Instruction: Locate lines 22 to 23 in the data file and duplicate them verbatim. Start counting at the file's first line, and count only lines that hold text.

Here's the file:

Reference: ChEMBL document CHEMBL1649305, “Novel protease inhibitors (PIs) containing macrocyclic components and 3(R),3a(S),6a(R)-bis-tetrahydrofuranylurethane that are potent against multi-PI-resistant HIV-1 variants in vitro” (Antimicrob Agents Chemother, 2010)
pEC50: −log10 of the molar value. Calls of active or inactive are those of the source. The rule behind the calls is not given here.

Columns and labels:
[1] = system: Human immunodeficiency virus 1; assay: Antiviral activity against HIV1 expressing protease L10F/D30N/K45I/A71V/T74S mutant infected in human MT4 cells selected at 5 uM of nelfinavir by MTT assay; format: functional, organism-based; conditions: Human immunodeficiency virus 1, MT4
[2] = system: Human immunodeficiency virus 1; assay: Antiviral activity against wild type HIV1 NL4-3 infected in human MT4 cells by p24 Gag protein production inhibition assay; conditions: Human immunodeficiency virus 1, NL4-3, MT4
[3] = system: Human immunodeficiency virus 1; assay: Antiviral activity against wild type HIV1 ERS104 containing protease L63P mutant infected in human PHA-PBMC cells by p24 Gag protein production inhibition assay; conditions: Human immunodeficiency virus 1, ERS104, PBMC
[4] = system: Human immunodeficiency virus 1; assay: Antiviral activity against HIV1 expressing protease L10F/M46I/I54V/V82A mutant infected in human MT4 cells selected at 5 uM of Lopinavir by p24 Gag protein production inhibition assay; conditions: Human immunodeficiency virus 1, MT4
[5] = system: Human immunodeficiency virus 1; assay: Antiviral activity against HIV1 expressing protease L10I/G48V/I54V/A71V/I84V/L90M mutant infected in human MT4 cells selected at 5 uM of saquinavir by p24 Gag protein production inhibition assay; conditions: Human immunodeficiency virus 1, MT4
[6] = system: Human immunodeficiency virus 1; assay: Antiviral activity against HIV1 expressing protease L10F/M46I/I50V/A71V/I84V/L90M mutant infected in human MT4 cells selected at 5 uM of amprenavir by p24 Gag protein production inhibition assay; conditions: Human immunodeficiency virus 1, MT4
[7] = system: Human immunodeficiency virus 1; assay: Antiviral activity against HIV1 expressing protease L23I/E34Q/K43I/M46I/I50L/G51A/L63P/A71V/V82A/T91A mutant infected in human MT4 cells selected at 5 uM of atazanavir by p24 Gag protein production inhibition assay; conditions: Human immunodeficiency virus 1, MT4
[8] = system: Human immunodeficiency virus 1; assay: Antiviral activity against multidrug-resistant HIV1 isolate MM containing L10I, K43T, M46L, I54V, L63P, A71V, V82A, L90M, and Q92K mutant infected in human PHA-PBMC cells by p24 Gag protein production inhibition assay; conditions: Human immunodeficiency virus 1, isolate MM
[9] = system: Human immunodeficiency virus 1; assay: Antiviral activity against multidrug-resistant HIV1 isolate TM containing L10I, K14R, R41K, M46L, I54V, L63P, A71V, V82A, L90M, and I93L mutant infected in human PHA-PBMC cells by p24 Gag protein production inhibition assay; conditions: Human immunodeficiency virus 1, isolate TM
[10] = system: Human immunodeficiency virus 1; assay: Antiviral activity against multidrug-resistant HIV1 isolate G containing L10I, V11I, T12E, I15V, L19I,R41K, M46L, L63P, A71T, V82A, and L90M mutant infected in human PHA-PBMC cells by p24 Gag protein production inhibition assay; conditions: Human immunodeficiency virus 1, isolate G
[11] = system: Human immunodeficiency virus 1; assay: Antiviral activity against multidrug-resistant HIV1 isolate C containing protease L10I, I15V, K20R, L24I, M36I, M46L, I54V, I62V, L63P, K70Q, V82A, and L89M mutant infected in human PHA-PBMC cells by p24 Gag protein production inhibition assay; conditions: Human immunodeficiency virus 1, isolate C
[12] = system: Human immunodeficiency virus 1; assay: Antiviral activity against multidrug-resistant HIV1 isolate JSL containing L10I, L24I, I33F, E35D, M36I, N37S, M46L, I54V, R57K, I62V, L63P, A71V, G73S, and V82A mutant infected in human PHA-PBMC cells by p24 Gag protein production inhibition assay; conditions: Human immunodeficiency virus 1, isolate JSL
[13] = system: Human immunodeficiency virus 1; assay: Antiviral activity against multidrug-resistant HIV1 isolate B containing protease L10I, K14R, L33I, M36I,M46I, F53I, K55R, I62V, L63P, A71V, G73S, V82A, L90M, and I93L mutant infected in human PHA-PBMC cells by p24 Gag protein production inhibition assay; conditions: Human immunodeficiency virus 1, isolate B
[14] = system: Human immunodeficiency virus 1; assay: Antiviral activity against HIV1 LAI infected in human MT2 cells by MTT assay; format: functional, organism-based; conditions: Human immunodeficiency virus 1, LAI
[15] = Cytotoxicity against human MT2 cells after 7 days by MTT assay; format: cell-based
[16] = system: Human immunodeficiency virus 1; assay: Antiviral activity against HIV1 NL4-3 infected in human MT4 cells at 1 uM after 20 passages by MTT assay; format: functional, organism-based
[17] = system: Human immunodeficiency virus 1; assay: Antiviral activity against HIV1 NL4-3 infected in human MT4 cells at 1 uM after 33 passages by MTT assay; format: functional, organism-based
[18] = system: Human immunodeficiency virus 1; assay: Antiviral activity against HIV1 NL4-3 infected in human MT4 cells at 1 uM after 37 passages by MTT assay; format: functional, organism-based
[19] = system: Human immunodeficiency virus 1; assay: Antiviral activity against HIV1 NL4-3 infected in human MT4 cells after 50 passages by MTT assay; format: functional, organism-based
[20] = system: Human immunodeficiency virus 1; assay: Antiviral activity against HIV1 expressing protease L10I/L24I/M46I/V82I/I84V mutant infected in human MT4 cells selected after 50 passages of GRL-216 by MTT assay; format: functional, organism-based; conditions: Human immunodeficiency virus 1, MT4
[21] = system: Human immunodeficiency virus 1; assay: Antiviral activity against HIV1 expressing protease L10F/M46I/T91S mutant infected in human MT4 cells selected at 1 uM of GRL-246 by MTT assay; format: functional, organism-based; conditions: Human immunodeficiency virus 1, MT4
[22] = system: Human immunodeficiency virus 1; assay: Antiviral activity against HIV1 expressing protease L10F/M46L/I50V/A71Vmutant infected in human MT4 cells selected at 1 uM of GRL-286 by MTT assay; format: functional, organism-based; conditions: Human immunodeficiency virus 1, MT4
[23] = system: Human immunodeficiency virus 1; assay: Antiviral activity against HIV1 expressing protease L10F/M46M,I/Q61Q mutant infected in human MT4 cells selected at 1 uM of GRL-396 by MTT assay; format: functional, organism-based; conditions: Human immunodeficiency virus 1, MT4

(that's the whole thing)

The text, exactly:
[19] = system: Human immunodeficiency virus 1; assay: Antiviral activity against HIV1 NL4-3 infected in human MT4 cells after 50 passages by MTT assay; format: functional, organism-based
[20] = system: Human immunodeficiency virus 1; assay: Antiviral activity against HIV1 expressing protease L10I/L24I/M46I/V82I/I84V mutant infected in human MT4 cells selected after 50 passages of GRL-216 by MTT assay; format: functional, organism-based; conditions: Human immunodeficiency virus 1, MT4